The George Floyd statue was unveiled in Newark, New Jersey, on Wednesday (Picture: City of Newark)
A solid bronze statue of George Floyd has been unveiled in the US state of New Jersey.
The huge tribute to Floyd, 48, in Newark, was revealed to the public for the first time on Wednesday. He was murdered in Minneapolis, Minnesota, on May 25 last year by cop Derek Chauvin, and his death prompted Black Lives Matter protests around the world.
Floyd’s death led to police reform legislation being by the US government as well as calls for increased equality for ethnic minorities in America.
The statue of him weighs almost 700lbs and is expected to remain Newark’s City Hall for at least a year.
George Floyd died after Derek Chauvin knelt on his neck for more than nine minutes
Floyd’s death prompted demonstrations and protests across the US (Picture: AFP via Getty)
The city’s mayor, Ras Baraka, said he hoped it would inspire residents in the fight for racial justice, after a wave of anti-racism demonstrations followed Floyd’s tragic death.
‘George Floyd represents a lot more than himself at this juncture in history’, said Mr Baraka.
He added: ‘Hopefully when people walk by it and they see it…hopefully it inspires them to become active in the struggles that are happening right here in Newark and right here in New Jersey.’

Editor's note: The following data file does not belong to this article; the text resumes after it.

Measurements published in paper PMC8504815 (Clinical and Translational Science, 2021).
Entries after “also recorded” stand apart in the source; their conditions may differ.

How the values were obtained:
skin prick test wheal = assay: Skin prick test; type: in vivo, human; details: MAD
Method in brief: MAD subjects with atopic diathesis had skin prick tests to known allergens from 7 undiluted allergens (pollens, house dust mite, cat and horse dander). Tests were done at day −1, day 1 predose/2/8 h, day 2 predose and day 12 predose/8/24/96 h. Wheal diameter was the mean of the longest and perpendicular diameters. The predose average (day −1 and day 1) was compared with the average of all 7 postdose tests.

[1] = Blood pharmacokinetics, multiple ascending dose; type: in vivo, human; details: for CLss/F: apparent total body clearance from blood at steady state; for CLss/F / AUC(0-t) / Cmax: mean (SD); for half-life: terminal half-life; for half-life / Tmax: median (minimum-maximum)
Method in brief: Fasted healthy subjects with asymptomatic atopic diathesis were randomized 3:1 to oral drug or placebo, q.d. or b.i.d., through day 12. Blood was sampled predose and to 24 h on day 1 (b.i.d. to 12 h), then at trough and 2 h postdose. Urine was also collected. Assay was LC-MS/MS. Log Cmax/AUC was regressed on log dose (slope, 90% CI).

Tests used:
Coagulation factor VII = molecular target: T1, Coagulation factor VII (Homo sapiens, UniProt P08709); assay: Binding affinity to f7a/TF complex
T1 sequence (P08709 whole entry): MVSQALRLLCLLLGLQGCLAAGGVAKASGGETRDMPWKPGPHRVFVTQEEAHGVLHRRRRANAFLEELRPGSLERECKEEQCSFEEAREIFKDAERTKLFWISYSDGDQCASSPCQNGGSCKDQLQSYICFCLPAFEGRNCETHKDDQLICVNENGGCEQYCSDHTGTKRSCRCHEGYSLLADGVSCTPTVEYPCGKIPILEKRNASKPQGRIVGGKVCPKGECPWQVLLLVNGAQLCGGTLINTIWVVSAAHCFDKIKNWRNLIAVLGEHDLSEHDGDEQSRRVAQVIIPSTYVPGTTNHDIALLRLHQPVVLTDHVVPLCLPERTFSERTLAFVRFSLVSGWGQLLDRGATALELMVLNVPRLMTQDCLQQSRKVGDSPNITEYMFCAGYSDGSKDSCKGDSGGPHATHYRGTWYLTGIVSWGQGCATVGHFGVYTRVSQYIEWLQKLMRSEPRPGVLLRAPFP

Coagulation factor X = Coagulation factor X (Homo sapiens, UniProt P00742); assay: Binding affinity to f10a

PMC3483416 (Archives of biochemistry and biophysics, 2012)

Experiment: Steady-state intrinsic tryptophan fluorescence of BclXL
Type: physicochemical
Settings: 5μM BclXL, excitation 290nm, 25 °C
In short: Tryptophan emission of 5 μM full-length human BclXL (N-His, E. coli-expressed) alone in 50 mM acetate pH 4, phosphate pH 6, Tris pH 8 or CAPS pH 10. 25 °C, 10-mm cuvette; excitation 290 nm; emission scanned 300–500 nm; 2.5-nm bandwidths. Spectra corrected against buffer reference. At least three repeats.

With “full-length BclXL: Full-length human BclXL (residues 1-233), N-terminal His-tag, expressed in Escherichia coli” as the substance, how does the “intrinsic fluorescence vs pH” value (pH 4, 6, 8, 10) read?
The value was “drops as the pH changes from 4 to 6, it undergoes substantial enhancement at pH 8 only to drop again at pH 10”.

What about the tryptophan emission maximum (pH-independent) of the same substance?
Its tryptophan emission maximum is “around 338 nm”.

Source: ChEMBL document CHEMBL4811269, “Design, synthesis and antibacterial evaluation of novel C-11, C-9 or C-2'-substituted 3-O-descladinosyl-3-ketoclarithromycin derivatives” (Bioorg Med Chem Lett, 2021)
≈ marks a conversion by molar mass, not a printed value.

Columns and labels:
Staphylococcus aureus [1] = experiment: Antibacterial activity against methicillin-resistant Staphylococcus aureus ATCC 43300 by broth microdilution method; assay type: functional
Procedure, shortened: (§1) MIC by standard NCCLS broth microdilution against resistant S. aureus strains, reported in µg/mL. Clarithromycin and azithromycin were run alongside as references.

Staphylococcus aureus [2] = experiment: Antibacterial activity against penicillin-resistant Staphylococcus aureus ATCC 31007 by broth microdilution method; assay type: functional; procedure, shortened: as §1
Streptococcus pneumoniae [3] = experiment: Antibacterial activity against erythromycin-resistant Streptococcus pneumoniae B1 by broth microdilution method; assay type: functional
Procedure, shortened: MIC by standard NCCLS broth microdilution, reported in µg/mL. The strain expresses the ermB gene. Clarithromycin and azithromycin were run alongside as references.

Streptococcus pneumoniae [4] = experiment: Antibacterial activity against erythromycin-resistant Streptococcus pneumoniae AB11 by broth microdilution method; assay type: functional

The statue was commissioned by Leon Pickney and was designed by artist Stanley Watts.
Mr Pickney said it should serve as a reminder of the ongoing calls for racial justice across the US.
The statue of Floyd will remain in Newark, NJ, for around a year (Picture: City of Newark)
‘The statue was to cause them to remember why they marched during such a horrific pandemic and I didn’t want them to go back to a status quo’, he said of last year’s demonstrations.
Mr Watts added: ‘The world needed a peaceful George’, said Mr Watts, who sculpted the bronze statue showing Mr Floyd sitting on a park bench.
‘The world needed him relaxed and chilling on a bench and that’s what we produced and we produced him larger than life, because after death, George will be remembered.’
The ceremony was held to coincide with Juneteenth, which was officially recognized as a federal holiday yesterday and marks the end of slavery in the US.
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